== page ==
Memories of childhood days take me back in time. I remember when I got my first pair of ice skates. They were black with black laces. I knew they were hand-me-downs from one of my uncles, but that didn't faze me a bit. I was ecstatic. Finally, I could join the others skating on our neighbor's pond.
We headed out, skates in hand. There was my aunt, my brother, my uncle and me. We made our way across the road and down the lane to the pond. My uncle tested the ice, slowly edging out farther to make sure it was safe for us younger ones. We put on our skates and laced them up. Under the wooden bridge next to the pond was an old wooden chair. It was there specifically for those of us who were learning to skate. I pushed that chair around the ice doing my best to keep my ankles from bending to the side. Even at a young age, I realized that the blades of the skates had to touch the ice in order for you to skate.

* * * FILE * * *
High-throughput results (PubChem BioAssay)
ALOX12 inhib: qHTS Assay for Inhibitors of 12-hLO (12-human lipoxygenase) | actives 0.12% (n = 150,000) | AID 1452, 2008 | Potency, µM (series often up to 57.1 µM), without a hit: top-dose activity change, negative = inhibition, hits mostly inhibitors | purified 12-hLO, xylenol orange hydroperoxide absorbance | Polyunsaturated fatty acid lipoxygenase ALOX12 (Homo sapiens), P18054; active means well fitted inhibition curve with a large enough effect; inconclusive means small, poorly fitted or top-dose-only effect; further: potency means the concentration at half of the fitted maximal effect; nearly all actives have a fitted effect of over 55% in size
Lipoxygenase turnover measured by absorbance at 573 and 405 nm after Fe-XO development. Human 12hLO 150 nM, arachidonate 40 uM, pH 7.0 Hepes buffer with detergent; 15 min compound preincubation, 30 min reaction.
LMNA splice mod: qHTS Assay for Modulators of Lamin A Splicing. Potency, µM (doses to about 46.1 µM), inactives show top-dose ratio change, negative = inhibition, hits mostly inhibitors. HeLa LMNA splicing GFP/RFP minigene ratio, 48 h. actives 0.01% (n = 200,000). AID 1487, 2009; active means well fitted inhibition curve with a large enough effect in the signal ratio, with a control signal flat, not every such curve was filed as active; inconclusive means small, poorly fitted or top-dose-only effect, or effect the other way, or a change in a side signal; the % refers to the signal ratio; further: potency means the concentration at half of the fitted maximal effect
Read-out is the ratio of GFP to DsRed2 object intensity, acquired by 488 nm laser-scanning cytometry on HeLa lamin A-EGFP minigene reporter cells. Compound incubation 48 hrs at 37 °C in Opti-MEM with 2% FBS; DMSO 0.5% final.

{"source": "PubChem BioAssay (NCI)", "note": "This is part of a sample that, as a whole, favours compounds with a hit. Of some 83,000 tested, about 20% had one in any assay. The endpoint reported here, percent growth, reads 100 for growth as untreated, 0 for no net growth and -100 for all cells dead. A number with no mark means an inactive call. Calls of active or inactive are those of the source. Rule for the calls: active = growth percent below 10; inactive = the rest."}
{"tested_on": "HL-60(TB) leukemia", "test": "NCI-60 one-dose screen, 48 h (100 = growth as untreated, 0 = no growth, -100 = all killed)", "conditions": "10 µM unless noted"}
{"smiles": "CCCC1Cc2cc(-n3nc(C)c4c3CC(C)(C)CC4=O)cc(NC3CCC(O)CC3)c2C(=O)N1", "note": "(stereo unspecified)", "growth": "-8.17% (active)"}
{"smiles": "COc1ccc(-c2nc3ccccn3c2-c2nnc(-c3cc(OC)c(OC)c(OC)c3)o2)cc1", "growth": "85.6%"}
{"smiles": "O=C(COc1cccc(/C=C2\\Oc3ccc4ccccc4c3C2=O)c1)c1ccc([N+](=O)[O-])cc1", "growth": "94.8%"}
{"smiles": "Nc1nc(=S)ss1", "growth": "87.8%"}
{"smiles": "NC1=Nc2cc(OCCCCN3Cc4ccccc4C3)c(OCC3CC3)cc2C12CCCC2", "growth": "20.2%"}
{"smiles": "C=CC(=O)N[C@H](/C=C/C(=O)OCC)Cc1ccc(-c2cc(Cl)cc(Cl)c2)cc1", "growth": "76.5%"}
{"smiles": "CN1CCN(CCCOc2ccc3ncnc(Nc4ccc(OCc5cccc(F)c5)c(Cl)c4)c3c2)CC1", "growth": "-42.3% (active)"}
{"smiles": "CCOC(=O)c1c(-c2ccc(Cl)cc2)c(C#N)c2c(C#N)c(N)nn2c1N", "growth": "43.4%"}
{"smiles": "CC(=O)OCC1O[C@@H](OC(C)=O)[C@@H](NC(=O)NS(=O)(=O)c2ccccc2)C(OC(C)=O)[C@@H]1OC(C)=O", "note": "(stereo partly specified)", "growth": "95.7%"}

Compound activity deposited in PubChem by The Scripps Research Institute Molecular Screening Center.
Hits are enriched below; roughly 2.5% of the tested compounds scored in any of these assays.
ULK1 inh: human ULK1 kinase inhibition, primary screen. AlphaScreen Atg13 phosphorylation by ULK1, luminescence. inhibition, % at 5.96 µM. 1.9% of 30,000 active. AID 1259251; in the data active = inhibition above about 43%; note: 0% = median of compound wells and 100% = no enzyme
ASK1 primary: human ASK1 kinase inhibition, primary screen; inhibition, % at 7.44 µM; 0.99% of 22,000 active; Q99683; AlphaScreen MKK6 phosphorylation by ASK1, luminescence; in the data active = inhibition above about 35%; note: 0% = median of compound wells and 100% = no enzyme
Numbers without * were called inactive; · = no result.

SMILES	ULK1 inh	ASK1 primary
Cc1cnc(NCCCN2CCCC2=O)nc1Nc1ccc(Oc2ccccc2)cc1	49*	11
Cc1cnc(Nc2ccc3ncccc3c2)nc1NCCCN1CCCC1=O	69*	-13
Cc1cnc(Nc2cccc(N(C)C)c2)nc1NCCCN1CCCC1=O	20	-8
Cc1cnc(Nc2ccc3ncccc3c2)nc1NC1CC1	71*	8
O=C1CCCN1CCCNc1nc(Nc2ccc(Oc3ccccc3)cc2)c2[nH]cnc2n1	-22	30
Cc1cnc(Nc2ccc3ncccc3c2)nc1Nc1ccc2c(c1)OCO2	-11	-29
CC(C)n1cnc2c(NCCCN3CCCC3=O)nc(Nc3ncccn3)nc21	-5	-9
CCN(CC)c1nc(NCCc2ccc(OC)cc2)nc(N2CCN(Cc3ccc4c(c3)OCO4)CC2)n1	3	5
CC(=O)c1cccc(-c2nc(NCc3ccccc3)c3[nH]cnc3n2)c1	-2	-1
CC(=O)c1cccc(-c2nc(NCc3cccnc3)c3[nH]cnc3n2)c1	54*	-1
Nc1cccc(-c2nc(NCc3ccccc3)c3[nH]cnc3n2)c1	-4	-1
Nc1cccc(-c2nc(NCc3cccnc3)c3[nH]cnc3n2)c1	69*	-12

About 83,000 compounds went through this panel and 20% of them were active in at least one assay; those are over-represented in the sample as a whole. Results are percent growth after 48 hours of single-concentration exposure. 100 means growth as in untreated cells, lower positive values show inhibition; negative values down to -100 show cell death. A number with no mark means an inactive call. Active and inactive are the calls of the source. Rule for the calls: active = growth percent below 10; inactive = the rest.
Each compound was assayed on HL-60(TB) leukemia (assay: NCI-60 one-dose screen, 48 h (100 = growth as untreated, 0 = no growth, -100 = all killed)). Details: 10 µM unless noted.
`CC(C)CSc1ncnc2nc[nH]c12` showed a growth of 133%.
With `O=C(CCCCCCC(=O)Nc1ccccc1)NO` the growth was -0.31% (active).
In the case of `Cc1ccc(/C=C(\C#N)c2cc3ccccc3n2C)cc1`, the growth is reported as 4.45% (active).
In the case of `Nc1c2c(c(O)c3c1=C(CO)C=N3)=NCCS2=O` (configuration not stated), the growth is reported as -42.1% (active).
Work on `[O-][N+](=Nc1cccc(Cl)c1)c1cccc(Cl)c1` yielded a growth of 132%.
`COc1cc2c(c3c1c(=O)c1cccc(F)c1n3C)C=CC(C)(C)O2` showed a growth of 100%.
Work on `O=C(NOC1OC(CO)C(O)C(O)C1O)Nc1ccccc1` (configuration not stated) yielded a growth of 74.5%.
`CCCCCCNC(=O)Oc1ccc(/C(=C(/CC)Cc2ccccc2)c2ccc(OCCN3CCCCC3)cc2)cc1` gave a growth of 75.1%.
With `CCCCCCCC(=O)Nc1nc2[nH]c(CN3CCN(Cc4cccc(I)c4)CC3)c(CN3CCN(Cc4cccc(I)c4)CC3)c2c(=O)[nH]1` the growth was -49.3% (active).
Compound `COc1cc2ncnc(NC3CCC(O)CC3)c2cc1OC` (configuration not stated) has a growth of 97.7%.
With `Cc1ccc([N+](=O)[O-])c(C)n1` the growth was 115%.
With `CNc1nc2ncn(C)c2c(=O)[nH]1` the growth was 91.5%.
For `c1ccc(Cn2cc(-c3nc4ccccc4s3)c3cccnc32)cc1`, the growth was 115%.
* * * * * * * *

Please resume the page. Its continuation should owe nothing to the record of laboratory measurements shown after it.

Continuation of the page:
For several weeks I pushed that wooden chair around until I felt confident enough to try skating without it. At first either my aunt or uncle would skate with me to help me keep my balance. Then one day my brother and I went skating alone. We put on our skates and I ventured out onto the ice on my first solo skate.
I fell a few times, but got up and continued on my way. I was determined to skate gracefully around that little pond with no help from anyone. It wasn't long before I was flying around the pond, enjoying the bite of the cold on my face.
The following year, I enjoyed "crack the whip" with the older kids and we had a lot of fun on that pond. Our laughter would ring in the cold winter air and we'd skate for hours. I always enjoyed skating at night when the full moon beamed down on us, lighting our path around that pond.
Today, many of the kids I skated with there have passed on, but the memories of skating on that pond will always be with me.
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